The towering figure who sought to transform America into a "Great Society" but whose ambitions and presidency collapsed in the tragedy of the Vietnam War
Few figures in American history are as compelling and complex as Lyndon Baines Johnson, who established himself as the master of the U.S. Senate in the 1950s and succeeded John F. Kennedy in the White House after Kennedy's assassination on November 22, 1963.
Charles Peters, a keen observer of Washington politics for more than five decades, tells the story of Johnson's presidency as the tale of an immensely talented politician driven by ambition and desire. As part of the Kennedy-Johnson administration from 1961 to 1968, Peters knew key players, including Johnson's aides, giving him inside knowledge of the legislative wizardry that led to historic triumphs like the Voting Rights Act and the personal insecurities that led to the tragedy of Vietnam.
Peters's experiences have given him unique insight into the poisonous rivalry between Johnson and Robert F. Kennedy, showing how their misunderstanding of each other exacerbated Johnson's self-doubt and led him into the morass of Vietnam, which crippled his presidency and finally drove this larger-than-life man from the office that was his lifelong ambition.
"A trim, astute portrait… Peters shrewdly assesses Johnson’s legislative tactics and political manipulations, his idealism and staggering energies, his crudeness and cruelties."-The Atlantic
"The latest in the well-received American Presidents Series . . . Peters offers a nuanced portrait of Johnson’s shocking ascension to the presidency in the wake of JFK’s assassination—and explains how both LBJ aides and Kennedy aides became more spiteful and suspicious of one another." -The Christian Science Monitor
"This slim volume . . . will remind members of that generation what a fascinating figure Johnson was in his day and the extent to which his policies helped shape today's United States."-Dallas Morning News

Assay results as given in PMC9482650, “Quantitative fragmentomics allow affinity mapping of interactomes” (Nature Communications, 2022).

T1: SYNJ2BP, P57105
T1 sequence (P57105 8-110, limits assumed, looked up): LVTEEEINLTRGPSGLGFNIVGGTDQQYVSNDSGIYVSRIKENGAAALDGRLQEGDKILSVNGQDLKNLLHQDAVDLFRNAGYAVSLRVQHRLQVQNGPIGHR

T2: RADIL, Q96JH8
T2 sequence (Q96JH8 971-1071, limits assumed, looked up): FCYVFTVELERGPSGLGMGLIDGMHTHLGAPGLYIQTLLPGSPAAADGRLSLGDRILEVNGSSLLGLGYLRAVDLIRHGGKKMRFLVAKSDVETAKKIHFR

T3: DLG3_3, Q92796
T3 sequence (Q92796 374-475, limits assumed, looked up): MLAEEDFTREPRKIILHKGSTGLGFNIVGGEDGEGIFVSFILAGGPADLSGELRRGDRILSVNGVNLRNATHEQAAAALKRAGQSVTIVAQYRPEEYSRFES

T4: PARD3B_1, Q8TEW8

Charles Peters is the author of Five Days in Philadelphia and How Washington Really Works, among other books. He is the founder of The Washington Monthly, that he edited for thirty-two years, following a career in politics and government which included serving in the West Virginia legislature, working on John F. Kennedy's 1960 campaign, and helping to launch the Peace Corps. He lives in Washington, D.C.
|Editor's Note||p. xv|
|Early Life||p. 1|
|Mr. Johnson Comes to Washington||p. 11|
|Trying for the senate||p. 24|
|The Art of the Possible||p. 39|
|Running Second||p. 60|
|A Winning Year||p. 80|
|The Great Society||p. 102|
|A Cultural Revolution||p. 132|
|Going Home||p. 154|
|Selected Bibliography||p. 177|
|Table of Contents provided by Ingram. All Rights Reserved.|
When Lyndon Baines Johnson entered this life on August 27, 1908, rural America was a vastly different place than it is today. Although motor cars had begun to appear in cities, the horse and buggy provided the only means of transportation in the countryside. Passenger trains traveling over a rail network much more extensive than today's did give many rural Americans access to cities and the business, cultural, and educational opportunities they offered. But there was no train service to Hye or Stonewall, the tiny communities between which was located the farm on the banks of the Pedernales River where Lyndon Johnson was born to Samuel Ealy Johnson and Rebekah Baines Johnson.
Reaching the nearest city of any size, Austin, required at least two days on dirt roads that turned into impassable quagmires when it rained. The trip gradually became less arduous as Henry Ford's Model T, first introduced the year Lyndon was born, gradually became rural America's preferred means of transportation, a role in which it was firmly established by the early 1920s.
Otherwise, life on the farm was largely devoid of modern conveniences. Rural roads did not get paved until the late 1920s and 1930s, when electricity also began to become available. Clothes were washed by hand with water drawn from wells. The outhouse was far more common than in- house plumbing. At night, light came from kerosene lamps. Meals were cooked on woodstoves with lunch, usually called dinner, the main meal of the day. (What we would today call dinner was referred to as supper.) There was, of course, no vacuum cleaner. Sweeping had to be done with brooms. Sweeping, carrying in wood and water, cooking over hot woodstoves, and scrubbing clothes on washboards in tin tubs made a hard life for women like Rebekah Johnson.